So the husband, who is addicted to toast and considers it a perfectly acceptable dinner, has had to resort to the ready-made toast we find in the supermarkets. Each piece is identical, crisp throughout, evenly tanned on both sides. And yes, it comes in a convenient, resealable pack. But it’s not the same. The texture is all wrong and crumbly, the spreads don’t melt on the toast, and most disappointing of all, we don’t get that delicious, toasted bread smell. It didn’t matter so much when the temperatures were raging outside, and the idea of hot food was often repugnant. But now, with colder, rainy days, we miss the comfort of toast.
The beginning of August in Italy. This is the height of summer. Flowers bloom profusely in gardens, on roads, in meadows, and of course, hanging from window boxes at almost every window. The heat never goes, building and building, often reaching its height at 7 pm, well into the 30s, and giving little evening respite. The garden at our rental accommodation, with trees, bushes and a hammock, lies unused. We are lucky that the temperature doesn’t soar to 40, as is possible in Italy in August, because our new accommodation has air-conditioning in only one room – at the top of the tower.
Yes, that’s what I said. Tower. We rented a stone tower that dates back almost a thousand years. Renovated about 12 years ago into a charming home, owned by a former travel journalist, it is now rented out periodically by the owner. How idyllic, I thought, sitting in our tree house in Wellington before we left. And in many ways it was. Stone walls three feet thick, an arrow slot in the bathroom, and a studio at the top floor, with views across the river to the forest, and villages beyond, their church bell towers stretching above the trees surrounding them. (The studio also proved to be a great location to watch a thunder/lightning storm from). But the heat in our third-floor bedroom, the smell from the owners’ dog in the living area (and by the end of the week, the fleas we found), and the constant concern that we were in someone’s house and had to keep it spotless, didn’t help me feel entirely relaxed.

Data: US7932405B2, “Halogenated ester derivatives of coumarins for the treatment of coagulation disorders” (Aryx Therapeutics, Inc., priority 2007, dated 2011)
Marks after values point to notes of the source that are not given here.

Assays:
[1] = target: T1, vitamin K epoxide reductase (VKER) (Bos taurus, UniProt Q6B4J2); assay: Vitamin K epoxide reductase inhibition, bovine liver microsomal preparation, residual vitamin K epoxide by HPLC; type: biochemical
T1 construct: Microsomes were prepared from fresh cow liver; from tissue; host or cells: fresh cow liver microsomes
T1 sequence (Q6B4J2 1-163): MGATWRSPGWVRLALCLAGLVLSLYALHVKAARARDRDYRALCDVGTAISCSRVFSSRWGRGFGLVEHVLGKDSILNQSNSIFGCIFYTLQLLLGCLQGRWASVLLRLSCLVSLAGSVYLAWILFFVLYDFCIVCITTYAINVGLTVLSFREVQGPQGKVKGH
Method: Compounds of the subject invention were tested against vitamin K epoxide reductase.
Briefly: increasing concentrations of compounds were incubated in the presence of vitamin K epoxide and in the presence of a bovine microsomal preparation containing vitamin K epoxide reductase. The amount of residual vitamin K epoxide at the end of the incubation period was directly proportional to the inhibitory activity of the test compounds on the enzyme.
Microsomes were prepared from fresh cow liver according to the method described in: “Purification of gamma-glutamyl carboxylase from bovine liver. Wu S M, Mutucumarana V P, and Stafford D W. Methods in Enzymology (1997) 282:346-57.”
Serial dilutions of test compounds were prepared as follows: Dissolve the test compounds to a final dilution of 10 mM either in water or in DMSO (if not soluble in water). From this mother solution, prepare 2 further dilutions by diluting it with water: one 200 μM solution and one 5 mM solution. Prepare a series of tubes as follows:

The tower was in a small village, with a tiny shop just a few doors down, one bar/restaurant over the road, and a trattoria next to the shop, and a church. Sounds perfect. But the bar (in Italy, a bar is in fact a cafe) served the worst coffee I’ve had in Italy, so one visit was enough. The tiny shop was like a small expensive dairy, and the trattoria was only open a few days a week. So we didn’t frequent the local businesses as I would have liked. To add insult to injury, some local luminary – or perhaps the local priest – had decided that the church bells should ring multiple times a day, sounding services or simply the hour or half hour. Why they thought it was a good idea to ring the damn bells about 50 times at 7.30 on a Saturday morning, I don’t know!
The location was brilliant though – so close to the lakes, and very close to the airport (though virtually no noise). But as soon as we ventured out from the village, and before we got to the local town or the lakes, we found ourselves in a kind of no-man’s land. We were in airport services land. Airport hotels were scattered around – in fact, the Crowne Plaza, usually an excellent brand, was tucked away in a back street in a nowhere collection of buildings. (Though nearby, there was a very good pizzeria we visited several times, on the recommendation of the Easyjet guys.) And then there were the carparks. Everywhere, on the main road into the nearby town, tucked behind the Crowne Plaza, the pizzeria, everywhere, there were long-term low-cost airport parking lots (basically just fields crammed with tiny Italian cars), with a constant stream of vans taking their customers to and from the airport. It was all very odd.
Yet in Castelnovate, our little village, set on the edge of a national park, with the Ticino river just at the end of the road (maybe a km away), with our tower, and church bells, with the charming cemetery at the end of the road, the sports field, and the children’s play ground, and friendly neighbours and lots of dogs, it seemed hard to believe that a major international airport was practically next door.